Well, how does this employment system work? What factors are at work in determining where a NEST will work and where a NNEST will work? Logistically, most NEST teachers are not aware that the school year runs from March to December, and thus arrive in the country after the school year has begun. This is detrimental to any hope of being hired in the formal Chilean education system. Secondly, few NEST teachers are prepared to accept the low salaries offered by most schools. Thirdly, few NESTs have the training and even fewer are emotionally prepared to cope with the classroom mangement demanded by classes of 40 to 45 students. Fourthly, most NESTs arrive in country with no knowledge of Spanish whatsoever. Basic, rudimentary Spanish language skills are necessary to deal with the social requirements of administrative duties, parents, students needs, and coworkers.

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These four reasons are significant impediments, individually and collectively, but not an insurmountable obstacle if one does prior planning and preparation. However, for those who send their children to language institutes, or study at language institutes themselves, the desire to learn to actually speak English is universal, primordial, the “non plus ultra” motivating factor in their enrollment decision. In addition, these paying customers are usually demanding one thing: the native English speaking teacher.

This fact induces language institutes to hire as many NESTs as they possibly can, even if a qualified NNEST is available. If a NNEST and a NEST compete for the same job at a language institute, forget about it. If hired, the NNEST will be given a lower salary. It has come to my attention that there are many institutes that advertise and market their services by highlighting the large number of NEST teachers they have. Some go so far as to hire only NEST. Not a single NNEST, which is obviously discrimination, and blatant at that. Yet, the system tolerates it, implicitly, due to the long entrenched belief that the NNEST is good at teaching grammar, but not speaking.

To conclude, the above is to be understood as a general overview, with exceptions. I feel that it is the exception, or rather the exceptions, that justify what I identify as the rule. Generally speaking, the rule can be spoken thusly: “NNEST, teach in the formal education system. You are prepared for this task, by virtue of education and socio-cultural preparation. NEST, teach in a language institute because there is a huge demand there, largely unmet.”

To close, I will cite the teachers in my 2007 paper: “We can all be good teachers, NEST and NNEST alike, if we love to teach and try every day to be the best teacher for our students”.

Personally, I love to teach, and I try to be the best teacher I can be for my students. If you are like me, and truly love teaching English, join me in spreading the word to the rest of the stakeholders in the world – parents, students, colleagues, administrators, politicians, school owners, anyone who will read or listen to you.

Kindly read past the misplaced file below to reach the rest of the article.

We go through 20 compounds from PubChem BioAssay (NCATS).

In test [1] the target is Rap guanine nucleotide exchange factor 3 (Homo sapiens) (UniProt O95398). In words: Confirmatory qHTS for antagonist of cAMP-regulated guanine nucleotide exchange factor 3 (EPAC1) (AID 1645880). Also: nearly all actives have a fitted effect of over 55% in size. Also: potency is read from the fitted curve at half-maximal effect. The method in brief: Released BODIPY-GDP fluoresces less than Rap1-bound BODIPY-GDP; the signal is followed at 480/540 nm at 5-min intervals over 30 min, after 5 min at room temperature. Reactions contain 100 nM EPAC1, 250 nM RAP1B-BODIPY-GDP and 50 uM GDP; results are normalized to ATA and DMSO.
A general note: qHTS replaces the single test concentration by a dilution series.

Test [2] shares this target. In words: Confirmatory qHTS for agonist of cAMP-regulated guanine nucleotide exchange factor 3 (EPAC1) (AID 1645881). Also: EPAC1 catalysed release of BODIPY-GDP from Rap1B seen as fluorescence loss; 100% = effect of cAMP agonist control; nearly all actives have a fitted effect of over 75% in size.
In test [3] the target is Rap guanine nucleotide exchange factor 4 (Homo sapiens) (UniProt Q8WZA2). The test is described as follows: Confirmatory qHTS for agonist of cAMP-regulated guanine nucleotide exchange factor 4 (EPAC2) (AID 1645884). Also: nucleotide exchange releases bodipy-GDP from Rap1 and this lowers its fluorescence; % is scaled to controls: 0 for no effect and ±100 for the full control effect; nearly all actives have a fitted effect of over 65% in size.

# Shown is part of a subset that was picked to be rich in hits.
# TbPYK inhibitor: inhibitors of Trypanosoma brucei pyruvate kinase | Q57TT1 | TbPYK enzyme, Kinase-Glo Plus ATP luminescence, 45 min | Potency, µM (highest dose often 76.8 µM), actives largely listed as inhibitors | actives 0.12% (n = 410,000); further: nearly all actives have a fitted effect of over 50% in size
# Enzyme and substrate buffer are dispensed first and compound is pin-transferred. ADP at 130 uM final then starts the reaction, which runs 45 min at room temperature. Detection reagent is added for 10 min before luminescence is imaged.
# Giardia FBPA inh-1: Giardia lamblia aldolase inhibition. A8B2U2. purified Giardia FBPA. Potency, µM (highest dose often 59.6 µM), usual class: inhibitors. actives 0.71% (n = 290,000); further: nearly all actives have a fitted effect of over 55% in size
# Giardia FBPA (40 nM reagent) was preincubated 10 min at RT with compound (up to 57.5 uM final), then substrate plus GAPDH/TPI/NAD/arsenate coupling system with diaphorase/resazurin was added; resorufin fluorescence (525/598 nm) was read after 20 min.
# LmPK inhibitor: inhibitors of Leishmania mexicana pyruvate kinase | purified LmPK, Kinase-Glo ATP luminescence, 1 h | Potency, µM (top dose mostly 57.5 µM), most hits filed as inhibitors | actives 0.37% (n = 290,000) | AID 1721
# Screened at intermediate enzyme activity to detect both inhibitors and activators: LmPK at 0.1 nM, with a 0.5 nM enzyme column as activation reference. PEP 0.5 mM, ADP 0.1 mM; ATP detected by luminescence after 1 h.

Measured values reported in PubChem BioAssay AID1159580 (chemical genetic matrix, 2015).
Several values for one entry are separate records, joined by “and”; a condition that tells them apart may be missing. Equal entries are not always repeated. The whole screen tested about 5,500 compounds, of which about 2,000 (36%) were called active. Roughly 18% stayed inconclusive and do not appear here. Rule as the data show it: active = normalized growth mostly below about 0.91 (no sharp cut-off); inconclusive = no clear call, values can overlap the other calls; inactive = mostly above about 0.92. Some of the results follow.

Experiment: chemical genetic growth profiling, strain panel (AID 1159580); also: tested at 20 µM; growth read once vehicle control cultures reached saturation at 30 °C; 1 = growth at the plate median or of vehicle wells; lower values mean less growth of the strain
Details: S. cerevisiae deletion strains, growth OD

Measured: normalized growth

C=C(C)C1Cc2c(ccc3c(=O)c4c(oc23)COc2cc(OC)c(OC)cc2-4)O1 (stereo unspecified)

Join me in actively spreading this message: WE are all GOOD teachers, WE all LOVE teaching, and WE all try to be the BEST WE can be for our students.

If WE do this, together, WE can bury the myth. Forever. That would be a good thing, don’t you agree?

WE all have strengths and weaknesses as teachers of English. It is healthy to acknowledge that, but certainly unhealthy to dogmatise it, unhealthy to legitimise it (as a system-wide economic practice), and unhealthy to accept it as an ELT ideological principle.

The Native Speaker Myth is dead! The Wake begins today! The Funeral and Burial must be soon! The rotting corpse of the Native Speaker Myth has already begun to stink…

Thomas Baker
Teacher of English
Santiago, Chile

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About profesorbaker

Thomas Baker is the Past-President of TESOL Chile (2010-2011). He enjoys writing about a wide variety of topics. The source and inspiration for his writing comes from his family.
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2 Responses to The Native Speaker Myth: Death, Wake & Funeral of a Fallacy

  1. Cayde says:

    I wish Native Speaker Fallacy is as dead as a door nail here in Thailand. But it never really died out and I still continue to suffer low pay jobs with little prospect of promotion. I somehow have an impression of language schools’ directors treating us as expendable. I am stuff some what between I am a native speaker, but I am not white enough to warrant to same pay grade as my fairer counter parts. I was told by an perspective employer that my Thai nationality is actually a liability. I have moved on now, but I still miss teaching. I guess the only way I can be treated seriously as a teacher is to move back west where racist discrimination is actually illegal.


  2. Martin says:

    I love your article and would love to invite you as a guest on my podcast. I run a web site called and in addition to that I host a live internet radio show (in Polish) and an English-language interview podcast. I would love to discuss the Native Speaker falacy with you. If you are interested please contact me.